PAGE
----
A bunch of safety guards at state-run well being care services has filed the most recent suit difficult obligatory vaccination towards COVID-19 — citing the potential for long-term unintended effects from getting the pictures.
The 10 guards — who work on the SUNY Downstate Hospital in Brooklyn, the SUNY Stony Brook hospital on Long Island and the state Veterans Home in northern Westchester County — additionally say they need to have the choice of getting repeatedly examined for the coronavirus as an alternative of being vaccinated, as lecturers do.
Their suit, filed Wednesday in Syracuse federal court docket, alleges violations of their 14th Amendment rights to equal safety underneath the legislation, to refuse undesirable medical remedy and to due course of.
It seeks court docket orders barring enforcement of the vaccine mandate — which is about to take impact Monday — and defending them from disciplinary motion in the event that they don’t meet the deadline.
It additionally comes amid a pending court docket battle over whether or not employees in hospitals and nursing properties ought to have the ability to declare a spiritual exemption to keep away from getting vaccinated.
The suit names as defendants Gov. Kathy Hochul, the state of New York, state Health Commissioner Howard Zucker, the state Health Department and the state Public Health and Planning Council.
The guards are all members of the New York State Correctional Officers and Police Benevolent Association, which is funding the court docket problem and despatched a message to its 20,000 members saying that the union “will not stand idly by as the State attempts to trample over our members’ rights.”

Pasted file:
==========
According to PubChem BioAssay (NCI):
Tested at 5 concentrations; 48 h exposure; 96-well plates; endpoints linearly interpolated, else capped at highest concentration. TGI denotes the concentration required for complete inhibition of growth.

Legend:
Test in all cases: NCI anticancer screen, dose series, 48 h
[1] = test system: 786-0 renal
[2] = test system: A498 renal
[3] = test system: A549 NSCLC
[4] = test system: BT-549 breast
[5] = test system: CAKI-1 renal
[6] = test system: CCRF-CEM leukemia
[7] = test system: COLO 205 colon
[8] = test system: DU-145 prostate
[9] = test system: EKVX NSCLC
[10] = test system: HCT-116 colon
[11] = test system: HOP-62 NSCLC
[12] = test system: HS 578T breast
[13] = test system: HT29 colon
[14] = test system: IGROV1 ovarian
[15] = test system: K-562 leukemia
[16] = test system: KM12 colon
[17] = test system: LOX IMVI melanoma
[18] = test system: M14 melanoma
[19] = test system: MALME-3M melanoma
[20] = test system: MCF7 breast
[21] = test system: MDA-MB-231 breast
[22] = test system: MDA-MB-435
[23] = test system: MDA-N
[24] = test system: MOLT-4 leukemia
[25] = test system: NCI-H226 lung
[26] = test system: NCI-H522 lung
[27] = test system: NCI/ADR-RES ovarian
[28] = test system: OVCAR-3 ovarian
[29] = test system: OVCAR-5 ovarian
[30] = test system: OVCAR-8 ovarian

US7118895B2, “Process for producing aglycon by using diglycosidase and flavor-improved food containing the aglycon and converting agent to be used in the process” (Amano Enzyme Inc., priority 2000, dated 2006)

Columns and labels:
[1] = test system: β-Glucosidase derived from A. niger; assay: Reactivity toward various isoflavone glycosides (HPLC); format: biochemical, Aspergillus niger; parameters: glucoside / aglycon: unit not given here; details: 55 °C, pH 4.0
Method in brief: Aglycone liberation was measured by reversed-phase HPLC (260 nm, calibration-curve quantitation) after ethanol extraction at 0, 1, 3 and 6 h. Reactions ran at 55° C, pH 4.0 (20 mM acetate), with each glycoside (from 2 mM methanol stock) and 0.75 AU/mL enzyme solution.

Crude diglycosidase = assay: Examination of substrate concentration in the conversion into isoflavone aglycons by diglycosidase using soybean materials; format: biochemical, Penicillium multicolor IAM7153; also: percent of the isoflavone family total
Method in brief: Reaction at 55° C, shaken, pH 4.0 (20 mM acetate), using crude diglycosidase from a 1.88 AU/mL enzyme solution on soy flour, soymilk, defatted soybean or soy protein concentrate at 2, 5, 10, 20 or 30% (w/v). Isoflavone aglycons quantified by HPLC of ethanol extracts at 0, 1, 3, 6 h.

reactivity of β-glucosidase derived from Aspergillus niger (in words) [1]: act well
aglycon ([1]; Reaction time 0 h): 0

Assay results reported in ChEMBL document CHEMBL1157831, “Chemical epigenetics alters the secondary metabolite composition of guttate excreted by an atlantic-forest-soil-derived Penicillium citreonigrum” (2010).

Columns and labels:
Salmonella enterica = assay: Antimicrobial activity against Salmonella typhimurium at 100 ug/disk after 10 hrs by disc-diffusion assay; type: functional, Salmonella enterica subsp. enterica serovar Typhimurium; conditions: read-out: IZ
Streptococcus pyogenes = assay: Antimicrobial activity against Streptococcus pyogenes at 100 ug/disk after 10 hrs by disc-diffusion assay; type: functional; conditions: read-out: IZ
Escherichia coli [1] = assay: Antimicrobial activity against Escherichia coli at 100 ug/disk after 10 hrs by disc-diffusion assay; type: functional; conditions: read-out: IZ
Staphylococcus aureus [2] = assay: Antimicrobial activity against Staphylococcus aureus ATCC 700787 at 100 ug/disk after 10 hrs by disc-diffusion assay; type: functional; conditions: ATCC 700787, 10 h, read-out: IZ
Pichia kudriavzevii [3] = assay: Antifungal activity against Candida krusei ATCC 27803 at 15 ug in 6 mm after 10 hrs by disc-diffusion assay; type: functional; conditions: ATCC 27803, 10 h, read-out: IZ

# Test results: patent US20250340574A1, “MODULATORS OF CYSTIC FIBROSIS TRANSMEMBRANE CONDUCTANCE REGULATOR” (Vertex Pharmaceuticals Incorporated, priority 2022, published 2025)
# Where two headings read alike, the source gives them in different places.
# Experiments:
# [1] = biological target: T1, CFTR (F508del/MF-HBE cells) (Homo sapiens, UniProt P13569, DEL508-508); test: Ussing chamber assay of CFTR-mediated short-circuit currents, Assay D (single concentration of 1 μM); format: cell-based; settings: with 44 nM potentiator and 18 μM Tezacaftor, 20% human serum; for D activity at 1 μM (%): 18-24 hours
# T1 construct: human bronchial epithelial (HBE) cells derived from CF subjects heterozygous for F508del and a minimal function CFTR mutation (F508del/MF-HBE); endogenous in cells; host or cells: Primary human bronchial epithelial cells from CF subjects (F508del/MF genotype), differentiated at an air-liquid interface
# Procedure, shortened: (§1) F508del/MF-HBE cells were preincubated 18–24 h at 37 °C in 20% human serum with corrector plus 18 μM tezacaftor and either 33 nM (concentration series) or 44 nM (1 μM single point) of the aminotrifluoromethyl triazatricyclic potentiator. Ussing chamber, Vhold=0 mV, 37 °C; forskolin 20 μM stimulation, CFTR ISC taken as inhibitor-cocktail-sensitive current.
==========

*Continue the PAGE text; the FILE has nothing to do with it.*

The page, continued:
The message, obtained by The Post, additionally referred to as the vaccine mandate “a slap in the face to our members who were hailed as heroes just a few short months ago, and now the State has cast them aside.”
Union lawyer Dennis Vacco, a former state legal professional normal Dennis Vacco, mentioned, “At the end of the day if the mandate was similar to the requirement imposed on educators, which is: get vaccines or get tested regularly, I don’t think we would have a claim.”
“We don’t want our members or these plaintiffs to be forced to give up their rights,” he mentioned.
The suit cites “recent research” that implies getting vaccinated “presents a heightened risk of adverse side effects to those who have previously contracted and recovered from COVID-19.”
“Given that the vaccines have been administered for less than two years, it is impossible to determine and identify and identify potential side effects that will develop over time,” court docket papers say.
The suit additionally alleges that the defendants “irrationally assume that Plaintiffs, who work in a hospital setting that is inherently designed and regulated to prevent the spread of disease, present a greater risk of contracting and spreading COVID-19 than students and teachers attending public schools within the State of New York.”
Hochul’s office didn’t instantly return a request for remark.